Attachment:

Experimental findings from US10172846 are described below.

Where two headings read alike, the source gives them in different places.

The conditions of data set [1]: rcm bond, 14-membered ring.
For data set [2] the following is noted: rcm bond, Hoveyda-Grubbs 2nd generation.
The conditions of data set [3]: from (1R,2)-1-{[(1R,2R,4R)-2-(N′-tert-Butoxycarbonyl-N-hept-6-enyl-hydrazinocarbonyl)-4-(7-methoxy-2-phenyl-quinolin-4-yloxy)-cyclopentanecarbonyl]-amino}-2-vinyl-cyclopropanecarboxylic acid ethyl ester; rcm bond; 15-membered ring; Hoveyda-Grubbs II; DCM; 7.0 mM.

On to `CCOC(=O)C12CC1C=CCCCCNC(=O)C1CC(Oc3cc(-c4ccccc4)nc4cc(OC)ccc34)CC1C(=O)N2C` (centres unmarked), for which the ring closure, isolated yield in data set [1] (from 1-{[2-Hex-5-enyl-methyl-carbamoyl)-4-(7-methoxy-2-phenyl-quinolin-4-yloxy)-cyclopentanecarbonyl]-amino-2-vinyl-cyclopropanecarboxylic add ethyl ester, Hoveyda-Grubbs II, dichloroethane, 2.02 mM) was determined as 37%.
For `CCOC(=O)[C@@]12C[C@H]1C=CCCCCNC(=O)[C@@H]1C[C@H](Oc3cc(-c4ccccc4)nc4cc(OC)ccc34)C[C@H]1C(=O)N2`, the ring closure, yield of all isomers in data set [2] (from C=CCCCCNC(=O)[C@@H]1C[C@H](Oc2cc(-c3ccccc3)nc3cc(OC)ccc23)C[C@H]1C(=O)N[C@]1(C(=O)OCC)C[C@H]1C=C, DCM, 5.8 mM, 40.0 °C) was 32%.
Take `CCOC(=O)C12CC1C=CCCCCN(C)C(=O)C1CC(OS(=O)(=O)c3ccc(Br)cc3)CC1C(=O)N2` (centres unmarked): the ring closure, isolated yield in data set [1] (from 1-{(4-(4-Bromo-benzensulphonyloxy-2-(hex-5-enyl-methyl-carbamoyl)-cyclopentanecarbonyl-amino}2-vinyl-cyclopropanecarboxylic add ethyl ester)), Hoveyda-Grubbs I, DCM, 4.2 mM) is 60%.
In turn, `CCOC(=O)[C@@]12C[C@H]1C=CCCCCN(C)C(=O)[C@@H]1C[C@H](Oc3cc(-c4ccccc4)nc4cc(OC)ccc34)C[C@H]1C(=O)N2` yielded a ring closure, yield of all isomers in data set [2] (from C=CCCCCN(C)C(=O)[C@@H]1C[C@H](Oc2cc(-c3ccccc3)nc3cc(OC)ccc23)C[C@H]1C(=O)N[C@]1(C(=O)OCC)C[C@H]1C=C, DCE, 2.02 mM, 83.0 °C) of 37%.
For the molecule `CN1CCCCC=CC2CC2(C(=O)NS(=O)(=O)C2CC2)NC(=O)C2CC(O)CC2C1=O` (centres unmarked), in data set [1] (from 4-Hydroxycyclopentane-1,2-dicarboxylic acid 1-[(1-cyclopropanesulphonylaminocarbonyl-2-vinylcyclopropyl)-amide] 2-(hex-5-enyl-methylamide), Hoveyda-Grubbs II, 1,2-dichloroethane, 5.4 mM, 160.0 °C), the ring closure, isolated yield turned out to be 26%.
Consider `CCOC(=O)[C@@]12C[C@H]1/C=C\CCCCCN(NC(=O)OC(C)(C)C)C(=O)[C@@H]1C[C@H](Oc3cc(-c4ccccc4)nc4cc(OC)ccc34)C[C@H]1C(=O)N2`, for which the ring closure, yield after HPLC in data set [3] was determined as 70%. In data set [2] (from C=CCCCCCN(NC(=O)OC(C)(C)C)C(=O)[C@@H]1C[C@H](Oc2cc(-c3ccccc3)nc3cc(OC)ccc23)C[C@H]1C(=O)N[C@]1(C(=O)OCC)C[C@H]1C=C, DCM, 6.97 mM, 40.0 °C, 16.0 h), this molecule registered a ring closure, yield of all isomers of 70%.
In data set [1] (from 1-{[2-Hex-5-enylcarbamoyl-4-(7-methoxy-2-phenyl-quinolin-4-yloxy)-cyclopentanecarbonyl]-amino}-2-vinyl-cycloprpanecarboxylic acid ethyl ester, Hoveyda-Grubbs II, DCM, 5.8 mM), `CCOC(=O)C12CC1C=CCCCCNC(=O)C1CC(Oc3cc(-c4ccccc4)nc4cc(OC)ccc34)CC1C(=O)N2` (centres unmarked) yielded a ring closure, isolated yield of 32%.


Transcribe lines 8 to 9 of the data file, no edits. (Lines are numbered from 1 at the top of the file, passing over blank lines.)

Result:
Take `CCOC(=O)C12CC1C=CCCCCN(C)C(=O)C1CC(OS(=O)(=O)c3ccc(Br)cc3)CC1C(=O)N2` (centres unmarked): the ring closure, isolated yield in data set [1] (from 1-{(4-(4-Bromo-benzensulphonyloxy-2-(hex-5-enyl-methyl-carbamoyl)-cyclopentanecarbonyl-amino}2-vinyl-cyclopropanecarboxylic add ethyl ester)), Hoveyda-Grubbs I, DCM, 4.2 mM) is 60%.
In turn, `CCOC(=O)[C@@]12C[C@H]1C=CCCCCN(C)C(=O)[C@@H]1C[C@H](Oc3cc(-c4ccccc4)nc4cc(OC)ccc34)C[C@H]1C(=O)N2` yielded a ring closure, yield of all isomers in data set [2] (from C=CCCCCN(C)C(=O)[C@@H]1C[C@H](Oc2cc(-c3ccccc3)nc3cc(OC)ccc23)C[C@H]1C(=O)N[C@]1(C(=O)OCC)C[C@H]1C=C, DCE, 2.02 mM, 83.0 °C) of 37%.